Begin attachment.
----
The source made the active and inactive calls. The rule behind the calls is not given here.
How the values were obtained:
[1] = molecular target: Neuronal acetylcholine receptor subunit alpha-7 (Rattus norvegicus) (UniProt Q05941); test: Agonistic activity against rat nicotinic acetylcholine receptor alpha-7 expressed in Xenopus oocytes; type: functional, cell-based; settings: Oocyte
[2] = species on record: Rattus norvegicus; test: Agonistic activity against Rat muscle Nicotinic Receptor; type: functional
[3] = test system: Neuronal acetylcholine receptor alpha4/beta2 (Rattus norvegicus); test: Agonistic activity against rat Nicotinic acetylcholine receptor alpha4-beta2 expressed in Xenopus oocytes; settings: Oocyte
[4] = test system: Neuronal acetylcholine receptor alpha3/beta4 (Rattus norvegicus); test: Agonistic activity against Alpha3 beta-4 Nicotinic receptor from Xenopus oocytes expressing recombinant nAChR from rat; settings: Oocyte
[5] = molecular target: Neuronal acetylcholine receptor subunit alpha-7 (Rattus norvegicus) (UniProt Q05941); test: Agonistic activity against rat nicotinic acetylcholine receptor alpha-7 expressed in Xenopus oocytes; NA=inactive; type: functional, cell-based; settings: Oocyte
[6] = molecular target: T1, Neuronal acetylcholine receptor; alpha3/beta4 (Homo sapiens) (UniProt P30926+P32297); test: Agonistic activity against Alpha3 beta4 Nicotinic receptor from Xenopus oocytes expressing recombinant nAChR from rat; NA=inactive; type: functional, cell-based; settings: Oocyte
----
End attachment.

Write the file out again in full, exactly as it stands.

The source made the active and inactive calls. The rule behind the calls is not given here.
How the values were obtained:
[1] = molecular target: Neuronal acetylcholine receptor subunit alpha-7 (Rattus norvegicus) (UniProt Q05941); test: Agonistic activity against rat nicotinic acetylcholine receptor alpha-7 expressed in Xenopus oocytes; type: functional, cell-based; settings: Oocyte
[2] = species on record: Rattus norvegicus; test: Agonistic activity against Rat muscle Nicotinic Receptor; type: functional
[3] = test system: Neuronal acetylcholine receptor alpha4/beta2 (Rattus norvegicus); test: Agonistic activity against rat Nicotinic acetylcholine receptor alpha4-beta2 expressed in Xenopus oocytes; settings: Oocyte
[4] = test system: Neuronal acetylcholine receptor alpha3/beta4 (Rattus norvegicus); test: Agonistic activity against Alpha3 beta-4 Nicotinic receptor from Xenopus oocytes expressing recombinant nAChR from rat; settings: Oocyte
[5] = molecular target: Neuronal acetylcholine receptor subunit alpha-7 (Rattus norvegicus) (UniProt Q05941); test: Agonistic activity against rat nicotinic acetylcholine receptor alpha-7 expressed in Xenopus oocytes; NA=inactive; type: functional, cell-based; settings: Oocyte
[6] = molecular target: T1, Neuronal acetylcholine receptor; alpha3/beta4 (Homo sapiens) (UniProt P30926+P32297); test: Agonistic activity against Alpha3 beta4 Nicotinic receptor from Xenopus oocytes expressing recombinant nAChR from rat; NA=inactive; type: functional, cell-based; settings: Oocyte